P.T. Barnum

From 7 September 2019 at 1330 UTC to 8 September 2019 at 2100 UTC, the Greater Bridgeport Amateur Radio Club in Bridgeport, CT will be operating special event station K1B to celebrate the life and legacy of P.T. Barnum. They’ll be operating on 20, 40, and 80 Meters using SSB, CW, and FT8. QSL via Ken Johnson, NE1CU, P.O. Box 421, Stratford, CT 06615.

Phineas Taylor “P.T.” Barnum (image from Wikipedia Commons)

Phineas Taylor “P.T.” Barnum (1810 – 1891) was a businessman, showman, and politician who founded the Barnum & Bailey Circus with James A. Bailey. Business-wise, he operated a general store, book auction, a lottery, and speculated in real estate before buying an elderly, blind, and paralyzed slave from someone who had been touring her as George Washington’s former nurse, claiming she was 161 years old; Barnum continued the hoax in his own touring show. Later, he would buy a New York museum, move his touring show along with static displays and live acts of animals, curiosities, and performers into it and turn it into Barnum’s American Museum. He also promoted theaters and worked to give the theater a positive image in the United States. After bouncing back from bankruptcy that was caused by a bad business investment, Barnum formed what would become the Barnum & Bailey Circus in 1870; a “three-ring” show of a circus, animals, and “freaks.” Barnum’s skill was promotion and advertising; in addition to being known as “The Greatest Showman,” he was also known as “The Shakespeare of Advertising.” Barnum was indeed an interesting figure; he had no qualms about promoting hoaxes and once owned slaves, yet he turned anti-slavery, became a teetotaler (one of the ways he came back from bankruptcy was profiting from being a temperance speaker), and worked as a politician for the public good as a four-term representative in the Connecticut state legislature and the mayor of Bridgeport, CT. As Mayor of Bridgeport, he was a key player in improvements to the city’s water system and streetlights and helped found the Bridgeport Hospital.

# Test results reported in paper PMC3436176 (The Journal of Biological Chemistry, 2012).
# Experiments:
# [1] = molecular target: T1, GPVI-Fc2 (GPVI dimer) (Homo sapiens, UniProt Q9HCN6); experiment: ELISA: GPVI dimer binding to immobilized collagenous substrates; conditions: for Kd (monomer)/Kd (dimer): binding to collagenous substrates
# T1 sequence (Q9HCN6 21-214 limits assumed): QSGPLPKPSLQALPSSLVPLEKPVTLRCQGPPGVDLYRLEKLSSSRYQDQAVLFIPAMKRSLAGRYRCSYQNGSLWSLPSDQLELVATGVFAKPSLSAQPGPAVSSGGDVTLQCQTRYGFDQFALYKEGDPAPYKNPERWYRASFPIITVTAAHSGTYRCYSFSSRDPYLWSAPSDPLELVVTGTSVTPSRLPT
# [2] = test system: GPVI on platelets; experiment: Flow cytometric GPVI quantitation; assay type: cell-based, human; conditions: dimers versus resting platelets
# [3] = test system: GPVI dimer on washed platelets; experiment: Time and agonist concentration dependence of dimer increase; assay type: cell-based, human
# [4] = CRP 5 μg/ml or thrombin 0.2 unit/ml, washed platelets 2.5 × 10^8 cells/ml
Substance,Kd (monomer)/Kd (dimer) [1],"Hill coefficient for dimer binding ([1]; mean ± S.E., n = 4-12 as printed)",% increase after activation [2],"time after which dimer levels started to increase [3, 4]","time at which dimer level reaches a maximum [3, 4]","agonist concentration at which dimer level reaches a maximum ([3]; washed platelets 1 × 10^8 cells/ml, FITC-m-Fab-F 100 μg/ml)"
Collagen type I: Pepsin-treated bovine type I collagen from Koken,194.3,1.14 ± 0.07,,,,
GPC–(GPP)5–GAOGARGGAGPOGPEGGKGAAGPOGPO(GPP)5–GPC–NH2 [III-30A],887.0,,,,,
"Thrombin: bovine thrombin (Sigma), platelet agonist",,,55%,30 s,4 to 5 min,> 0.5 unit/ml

Roger Williams

Providence Emergency Management Agency RACES in Providence, RI will be operating special event station KK1PMA in memory of Roger Williams on 14 September 2019 from 1300 UTC to 1600 UTC. They’ll be operating on or near 53.02, 14.275, and 7.275. QSL for certificate via Barry S. Noel, P.O. Box 28091, Providence, RI 02908-0091.

Narragansett Indians receiving Roger Williams (image from Wikipedia Commons)